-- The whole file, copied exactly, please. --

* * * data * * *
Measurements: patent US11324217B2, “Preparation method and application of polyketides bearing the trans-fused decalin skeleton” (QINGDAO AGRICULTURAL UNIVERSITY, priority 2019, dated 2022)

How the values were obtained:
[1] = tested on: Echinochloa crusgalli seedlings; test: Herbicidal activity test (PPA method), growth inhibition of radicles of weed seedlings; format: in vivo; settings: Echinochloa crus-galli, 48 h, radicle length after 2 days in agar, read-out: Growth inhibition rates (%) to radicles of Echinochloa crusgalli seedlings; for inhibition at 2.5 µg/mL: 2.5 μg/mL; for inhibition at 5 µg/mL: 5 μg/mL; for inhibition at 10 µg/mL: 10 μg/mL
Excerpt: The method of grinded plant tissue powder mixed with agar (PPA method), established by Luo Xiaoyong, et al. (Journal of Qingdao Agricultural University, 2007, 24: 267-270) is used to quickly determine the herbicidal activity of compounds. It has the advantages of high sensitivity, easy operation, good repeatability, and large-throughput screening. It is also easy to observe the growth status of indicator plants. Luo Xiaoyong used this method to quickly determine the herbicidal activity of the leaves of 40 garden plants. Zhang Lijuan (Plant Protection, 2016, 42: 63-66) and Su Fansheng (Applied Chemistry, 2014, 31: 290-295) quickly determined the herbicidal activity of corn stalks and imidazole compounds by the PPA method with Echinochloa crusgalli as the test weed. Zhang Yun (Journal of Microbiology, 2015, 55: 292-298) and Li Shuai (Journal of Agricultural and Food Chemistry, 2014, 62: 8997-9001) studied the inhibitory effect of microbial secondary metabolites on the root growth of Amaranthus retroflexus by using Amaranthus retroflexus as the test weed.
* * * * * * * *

Measurements: patent US11324217B2, “Preparation method and application of polyketides bearing the trans-fused decalin skeleton” (QINGDAO AGRICULTURAL UNIVERSITY, priority 2019, dated 2022)

How the values were obtained:
[1] = tested on: Echinochloa crusgalli seedlings; test: Herbicidal activity test (PPA method), growth inhibition of radicles of weed seedlings; format: in vivo; settings: Echinochloa crus-galli, 48 h, radicle length after 2 days in agar, read-out: Growth inhibition rates (%) to radicles of Echinochloa crusgalli seedlings; for inhibition at 2.5 µg/mL: 2.5 μg/mL; for inhibition at 5 µg/mL: 5 μg/mL; for inhibition at 10 µg/mL: 10 μg/mL
Excerpt: The method of grinded plant tissue powder mixed with agar (PPA method), established by Luo Xiaoyong, et al. (Journal of Qingdao Agricultural University, 2007, 24: 267-270) is used to quickly determine the herbicidal activity of compounds. It has the advantages of high sensitivity, easy operation, good repeatability, and large-throughput screening. It is also easy to observe the growth status of indicator plants. Luo Xiaoyong used this method to quickly determine the herbicidal activity of the leaves of 40 garden plants. Zhang Lijuan (Plant Protection, 2016, 42: 63-66) and Su Fansheng (Applied Chemistry, 2014, 31: 290-295) quickly determined the herbicidal activity of corn stalks and imidazole compounds by the PPA method with Echinochloa crusgalli as the test weed. Zhang Yun (Journal of Microbiology, 2015, 55: 292-298) and Li Shuai (Journal of Agricultural and Food Chemistry, 2014, 62: 8997-9001) studied the inhibitory effect of microbial secondary metabolites on the root growth of Amaranthus retroflexus by using Amaranthus retroflexus as the test weed.